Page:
The Finale Of The New Urban Arts Conversation Series, Featuring: Jerry Beck, Wednesday April 30 from 5-7pm
Please join us Wednesday April 30 from 5-7pm for a Conversation with Jerry Beck, the Founding Director of the Revolving Museum in Lowell, MA. This is the last gathering of Conversations, a series that invites unique individuals to share how they integrate creativity into their personal and professional lives. Conversations are located at and are free and open to the public.
743 Westminster Street
and are free and open to the public.
Jerry Beck, Founder and Artistic Director of the Revolving Museum, is a nationally recognized artist educator and cultural leader dedicated to the use of creative vision, personal empowerment, and community celebration for social change.
Beck launched the Revolving Museum in 1984 with “The Little Train That Could…Show,” an installation in 12 abandoned railroad cars. This public art project marked the beginning of the museums’ role as a nomadic institution dedicated to transforming abandoned and or under-utilized public spaces into innovative community arts projects. These projects fostered a civic dialogue about art, the urban and natural environment, site history, and social concerns as well as creating a sense of community between artists and the public.
Some of his projects include: a boat ride cabaret, an exhibition and performance in a 200 year-old rum factory, a building made entirely of newspaper at a landfill site in Queens, NY, and a large-scale public art series responding to neglected spaces surrounded Boston City Hall.
Jerry has been an artist-in-residence, teacher, lecturer and community arts advisor with many cultural and educational institutions, including RISD, Very Special Arts International, Brown University, and National Organization of Artist’s Space. He has exhibited at the Institute of Contemporary Art in Boston, Artist Space in NYC, Snug Harbor Cultural Center, Mass MOCA, and The RISD Museum. He has been recognized with grants and fellowships from the NEA, Lila Wallace Readers Digest Arts International Grant Initiative, Pew Charitable Trust, and the Mass Cultural Council PLUS and he has been published and reviewed in The New York times, Art in America, Art Forum, and The Boston Globe.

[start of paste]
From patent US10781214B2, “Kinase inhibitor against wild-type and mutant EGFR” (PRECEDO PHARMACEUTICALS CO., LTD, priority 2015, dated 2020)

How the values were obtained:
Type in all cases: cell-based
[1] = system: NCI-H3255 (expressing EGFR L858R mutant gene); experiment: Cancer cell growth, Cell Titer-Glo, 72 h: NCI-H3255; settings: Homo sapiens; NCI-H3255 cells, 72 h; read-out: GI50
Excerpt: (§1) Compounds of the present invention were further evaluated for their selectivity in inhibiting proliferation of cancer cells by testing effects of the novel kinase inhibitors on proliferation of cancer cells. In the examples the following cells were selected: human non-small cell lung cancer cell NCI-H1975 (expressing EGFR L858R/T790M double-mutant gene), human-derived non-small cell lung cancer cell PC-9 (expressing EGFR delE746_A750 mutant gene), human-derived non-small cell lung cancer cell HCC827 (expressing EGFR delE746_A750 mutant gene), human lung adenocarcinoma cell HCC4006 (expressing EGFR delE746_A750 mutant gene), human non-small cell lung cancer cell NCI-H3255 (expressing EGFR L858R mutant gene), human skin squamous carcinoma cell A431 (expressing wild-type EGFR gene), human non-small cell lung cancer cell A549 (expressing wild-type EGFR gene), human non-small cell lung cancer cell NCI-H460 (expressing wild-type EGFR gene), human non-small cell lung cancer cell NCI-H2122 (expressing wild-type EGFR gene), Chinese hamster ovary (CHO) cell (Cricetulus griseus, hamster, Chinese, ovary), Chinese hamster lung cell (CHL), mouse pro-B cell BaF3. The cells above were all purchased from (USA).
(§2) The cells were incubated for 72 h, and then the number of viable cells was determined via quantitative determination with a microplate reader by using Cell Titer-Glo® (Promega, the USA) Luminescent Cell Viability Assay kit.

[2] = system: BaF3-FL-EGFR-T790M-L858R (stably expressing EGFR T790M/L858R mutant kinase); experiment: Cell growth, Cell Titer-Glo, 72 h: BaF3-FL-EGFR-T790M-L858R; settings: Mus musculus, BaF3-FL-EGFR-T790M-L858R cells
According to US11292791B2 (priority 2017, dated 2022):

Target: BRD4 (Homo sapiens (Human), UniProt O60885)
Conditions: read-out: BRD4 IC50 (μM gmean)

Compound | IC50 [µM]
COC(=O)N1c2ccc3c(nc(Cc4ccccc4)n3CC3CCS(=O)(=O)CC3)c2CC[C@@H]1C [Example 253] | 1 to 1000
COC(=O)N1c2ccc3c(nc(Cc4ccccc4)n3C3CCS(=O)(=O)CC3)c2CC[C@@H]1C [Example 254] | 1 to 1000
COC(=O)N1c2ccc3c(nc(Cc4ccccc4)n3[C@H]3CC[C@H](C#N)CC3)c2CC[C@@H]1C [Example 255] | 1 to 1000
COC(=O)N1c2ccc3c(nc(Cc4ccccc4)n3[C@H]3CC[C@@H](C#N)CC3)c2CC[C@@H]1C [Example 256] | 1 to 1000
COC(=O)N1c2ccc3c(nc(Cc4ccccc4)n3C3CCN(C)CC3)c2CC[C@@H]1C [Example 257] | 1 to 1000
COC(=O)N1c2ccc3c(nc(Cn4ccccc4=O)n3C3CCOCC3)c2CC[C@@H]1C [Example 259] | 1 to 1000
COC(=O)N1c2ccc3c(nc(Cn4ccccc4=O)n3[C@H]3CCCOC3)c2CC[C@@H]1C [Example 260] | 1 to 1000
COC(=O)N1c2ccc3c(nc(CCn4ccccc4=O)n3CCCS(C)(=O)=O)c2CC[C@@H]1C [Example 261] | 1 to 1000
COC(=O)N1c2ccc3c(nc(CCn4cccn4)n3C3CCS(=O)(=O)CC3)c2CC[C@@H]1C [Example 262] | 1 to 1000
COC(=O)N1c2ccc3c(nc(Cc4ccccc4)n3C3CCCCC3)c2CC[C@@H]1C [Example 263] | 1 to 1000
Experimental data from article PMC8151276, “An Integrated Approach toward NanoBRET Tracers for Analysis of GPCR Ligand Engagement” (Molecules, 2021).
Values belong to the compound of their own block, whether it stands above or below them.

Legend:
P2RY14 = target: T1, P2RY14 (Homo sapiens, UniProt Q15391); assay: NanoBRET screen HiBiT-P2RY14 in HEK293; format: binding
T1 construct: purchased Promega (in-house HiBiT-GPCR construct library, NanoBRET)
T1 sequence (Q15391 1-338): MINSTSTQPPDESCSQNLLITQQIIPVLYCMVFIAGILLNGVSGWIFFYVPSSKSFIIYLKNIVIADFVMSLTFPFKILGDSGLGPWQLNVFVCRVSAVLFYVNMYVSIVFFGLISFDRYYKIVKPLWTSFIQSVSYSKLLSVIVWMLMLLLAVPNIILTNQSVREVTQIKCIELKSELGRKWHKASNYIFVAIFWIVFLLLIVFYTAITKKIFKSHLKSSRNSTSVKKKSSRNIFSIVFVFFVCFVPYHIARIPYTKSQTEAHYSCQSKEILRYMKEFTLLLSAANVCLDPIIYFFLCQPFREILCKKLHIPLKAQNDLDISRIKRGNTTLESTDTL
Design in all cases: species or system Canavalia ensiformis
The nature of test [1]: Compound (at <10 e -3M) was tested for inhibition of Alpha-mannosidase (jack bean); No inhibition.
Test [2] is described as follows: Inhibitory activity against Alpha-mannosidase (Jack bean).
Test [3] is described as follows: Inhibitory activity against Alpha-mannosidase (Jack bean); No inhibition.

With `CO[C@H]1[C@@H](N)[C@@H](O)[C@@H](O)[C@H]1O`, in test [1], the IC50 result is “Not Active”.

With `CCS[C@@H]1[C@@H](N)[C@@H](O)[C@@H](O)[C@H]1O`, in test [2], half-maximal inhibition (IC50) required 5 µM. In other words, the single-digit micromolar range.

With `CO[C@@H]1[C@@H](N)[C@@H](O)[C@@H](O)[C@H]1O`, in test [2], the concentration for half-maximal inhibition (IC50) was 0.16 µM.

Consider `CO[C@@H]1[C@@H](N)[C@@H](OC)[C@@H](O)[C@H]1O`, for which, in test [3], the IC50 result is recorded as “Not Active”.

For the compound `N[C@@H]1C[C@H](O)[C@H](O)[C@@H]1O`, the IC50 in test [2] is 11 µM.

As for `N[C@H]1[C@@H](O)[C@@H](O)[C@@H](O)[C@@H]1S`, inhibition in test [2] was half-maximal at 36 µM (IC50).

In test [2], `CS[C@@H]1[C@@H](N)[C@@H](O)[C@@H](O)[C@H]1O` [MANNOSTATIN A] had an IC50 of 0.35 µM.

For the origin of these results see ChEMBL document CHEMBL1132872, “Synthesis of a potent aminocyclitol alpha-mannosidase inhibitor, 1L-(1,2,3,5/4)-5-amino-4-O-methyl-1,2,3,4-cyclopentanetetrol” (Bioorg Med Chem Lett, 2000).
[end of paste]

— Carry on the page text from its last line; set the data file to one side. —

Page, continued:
*New Urban Arts Series: Conversations on Creative Practice is made possible through generous support of the Rhode Island State Council on the Arts and the National Endowment for the Arts. This event is organized by New Urban Arts Fellows, Andrew Oesch and Peter Hocking. For more information, visit www.newurbanarts.org.
About New Urban Arts
New Urban Arts is a nationally recognized arts studio for high school students and emerging artists in Providence, Rhode Island. Our mission is to build a vital learning community that empowers young people, developing creative practices they can sustain throughout their lives. We serve 150 high school students and 18 emerging artists through after-school and summer programs each year.